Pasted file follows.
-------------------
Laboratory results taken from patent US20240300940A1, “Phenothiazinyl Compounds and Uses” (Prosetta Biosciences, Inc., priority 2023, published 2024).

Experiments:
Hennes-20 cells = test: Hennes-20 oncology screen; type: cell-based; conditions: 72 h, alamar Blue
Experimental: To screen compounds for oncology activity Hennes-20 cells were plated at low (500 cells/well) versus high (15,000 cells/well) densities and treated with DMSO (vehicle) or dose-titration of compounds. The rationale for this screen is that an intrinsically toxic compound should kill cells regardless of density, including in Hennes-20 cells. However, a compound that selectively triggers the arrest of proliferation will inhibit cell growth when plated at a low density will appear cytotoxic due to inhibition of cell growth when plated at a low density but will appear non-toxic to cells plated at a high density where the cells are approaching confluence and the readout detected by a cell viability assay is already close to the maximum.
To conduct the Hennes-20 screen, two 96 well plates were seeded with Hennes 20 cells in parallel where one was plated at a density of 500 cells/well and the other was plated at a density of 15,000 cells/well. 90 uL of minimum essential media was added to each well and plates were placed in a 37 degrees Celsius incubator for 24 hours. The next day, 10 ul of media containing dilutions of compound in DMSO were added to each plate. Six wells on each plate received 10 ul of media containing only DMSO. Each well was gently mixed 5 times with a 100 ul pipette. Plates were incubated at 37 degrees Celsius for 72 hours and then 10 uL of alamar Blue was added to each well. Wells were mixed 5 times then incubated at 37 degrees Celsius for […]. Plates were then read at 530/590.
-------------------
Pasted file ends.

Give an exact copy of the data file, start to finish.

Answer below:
Laboratory results taken from patent US20240300940A1, “Phenothiazinyl Compounds and Uses” (Prosetta Biosciences, Inc., priority 2023, published 2024).

Experiments:
Hennes-20 cells = test: Hennes-20 oncology screen; type: cell-based; conditions: 72 h, alamar Blue
Experimental: To screen compounds for oncology activity Hennes-20 cells were plated at low (500 cells/well) versus high (15,000 cells/well) densities and treated with DMSO (vehicle) or dose-titration of compounds. The rationale for this screen is that an intrinsically toxic compound should kill cells regardless of density, including in Hennes-20 cells. However, a compound that selectively triggers the arrest of proliferation will inhibit cell growth when plated at a low density will appear cytotoxic due to inhibition of cell growth when plated at a low density but will appear non-toxic to cells plated at a high density where the cells are approaching confluence and the readout detected by a cell viability assay is already close to the maximum.
To conduct the Hennes-20 screen, two 96 well plates were seeded with Hennes 20 cells in parallel where one was plated at a density of 500 cells/well and the other was plated at a density of 15,000 cells/well. 90 uL of minimum essential media was added to each well and plates were placed in a 37 degrees Celsius incubator for 24 hours. The next day, 10 ul of media containing dilutions of compound in DMSO were added to each plate. Six wells on each plate received 10 ul of media containing only DMSO. Each well was gently mixed 5 times with a 100 ul pipette. Plates were incubated at 37 degrees Celsius for 72 hours and then 10 uL of alamar Blue was added to each well. Wells were mixed 5 times then incubated at 37 degrees Celsius for […]. Plates were then read at 530/590.